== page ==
Scientists have discovered an otherworldly brine lake around 3,300 feet under the surface of the ocean in the Gulf of Mexico. Called the “Jacuzzi of Despair,” the deep-sea pool is comprised of a toxic brew of salt, hydrogen sulfide, and methane gas, and any creature that inadvertently wanders in tends to die.
The Jacuzzi of Despair stands apart from the surrounding sea inside a wall of salt deposits, bacteria, and giant mussels that feed on hydrogen sulfide and methane gas. Just inside the pool’s rim, the scientists saw creatures like isopods the size of laptops and deep-sea crabs that had crawled in and are now preserved in the toxins. Scientists visited the pool in Alvin, a research submersible, from the exploration ship E/V Nautilus; their journey from the surface to the Jacuzzi of Despair took nearly an hour.
Biologist Erik Cordes of Temple University was in that research vessel, and is the lead author of an article on the deep-sea pool in the journal Oceanography. Cordes told Seeker the brine pool was “one of the most amazing things in the deep sea.”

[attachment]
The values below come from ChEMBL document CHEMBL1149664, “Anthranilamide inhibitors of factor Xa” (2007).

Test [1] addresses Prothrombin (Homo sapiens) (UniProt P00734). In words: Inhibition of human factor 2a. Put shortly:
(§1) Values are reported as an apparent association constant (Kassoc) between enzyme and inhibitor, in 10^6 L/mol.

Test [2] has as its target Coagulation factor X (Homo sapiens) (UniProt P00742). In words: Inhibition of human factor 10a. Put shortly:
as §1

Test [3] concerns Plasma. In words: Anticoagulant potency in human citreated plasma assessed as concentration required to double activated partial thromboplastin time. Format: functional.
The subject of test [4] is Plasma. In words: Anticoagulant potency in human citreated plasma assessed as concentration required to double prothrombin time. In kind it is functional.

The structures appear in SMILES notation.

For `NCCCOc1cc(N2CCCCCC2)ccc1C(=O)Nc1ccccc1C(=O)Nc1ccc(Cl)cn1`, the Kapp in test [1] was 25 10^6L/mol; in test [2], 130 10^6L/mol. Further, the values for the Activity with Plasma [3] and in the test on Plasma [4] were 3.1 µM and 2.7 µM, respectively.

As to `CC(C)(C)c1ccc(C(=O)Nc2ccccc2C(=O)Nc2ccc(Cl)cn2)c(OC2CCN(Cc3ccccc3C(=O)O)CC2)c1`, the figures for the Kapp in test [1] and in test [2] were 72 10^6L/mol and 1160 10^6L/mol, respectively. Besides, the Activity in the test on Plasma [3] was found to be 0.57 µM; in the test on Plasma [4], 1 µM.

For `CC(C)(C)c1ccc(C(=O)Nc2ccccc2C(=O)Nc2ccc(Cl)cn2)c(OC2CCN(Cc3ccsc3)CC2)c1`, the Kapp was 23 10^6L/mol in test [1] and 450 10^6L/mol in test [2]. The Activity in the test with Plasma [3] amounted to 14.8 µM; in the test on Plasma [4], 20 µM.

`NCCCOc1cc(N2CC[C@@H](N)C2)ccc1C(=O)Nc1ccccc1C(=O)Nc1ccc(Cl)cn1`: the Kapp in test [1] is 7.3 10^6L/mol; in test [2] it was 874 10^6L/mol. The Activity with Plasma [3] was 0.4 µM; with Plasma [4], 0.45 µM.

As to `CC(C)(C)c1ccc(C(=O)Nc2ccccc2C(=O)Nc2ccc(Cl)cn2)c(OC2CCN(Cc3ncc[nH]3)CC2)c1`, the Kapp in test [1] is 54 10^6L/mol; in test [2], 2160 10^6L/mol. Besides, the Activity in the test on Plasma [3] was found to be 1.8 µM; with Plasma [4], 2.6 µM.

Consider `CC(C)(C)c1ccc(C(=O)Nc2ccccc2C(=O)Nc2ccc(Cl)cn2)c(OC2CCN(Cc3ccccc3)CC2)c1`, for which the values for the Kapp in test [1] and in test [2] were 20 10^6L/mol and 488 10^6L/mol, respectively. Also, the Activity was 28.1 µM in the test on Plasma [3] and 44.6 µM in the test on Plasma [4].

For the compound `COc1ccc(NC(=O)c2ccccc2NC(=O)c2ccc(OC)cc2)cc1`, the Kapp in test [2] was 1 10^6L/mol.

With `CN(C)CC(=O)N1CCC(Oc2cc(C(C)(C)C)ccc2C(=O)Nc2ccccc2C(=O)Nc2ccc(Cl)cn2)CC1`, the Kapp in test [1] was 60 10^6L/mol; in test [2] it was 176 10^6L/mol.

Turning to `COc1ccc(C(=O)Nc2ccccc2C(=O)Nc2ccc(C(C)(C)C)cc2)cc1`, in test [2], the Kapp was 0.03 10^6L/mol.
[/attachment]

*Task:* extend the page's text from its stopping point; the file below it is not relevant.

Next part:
The Jacuzzi of Despair is aptly named because it is a toasty 65 degrees Fahrenheit, much warmer than the sea surrounding it, which is 39 degrees Fahrenheit. Scientists say the warmth may have attracted the creatures found dead just inside the pool’s rim.
These deep-sea pools are rare; this is not the first to be found but the other one discovered in the Mediterranean doesn’t possess such a thriving ecosystem as the Jacuzzi of Despair, with mussels and bacteria on its rim.
Further deep sea research could help scientists think more deeply about life on planets across the solar system and maybe even the universe. Cordes told Seeker, “There’s a lot of people looking at these extreme habitats on Earth as models for what we might discover when we go to other planets. The technology development in the deep sea is definitely going to be applied to the worlds beyond our own.”
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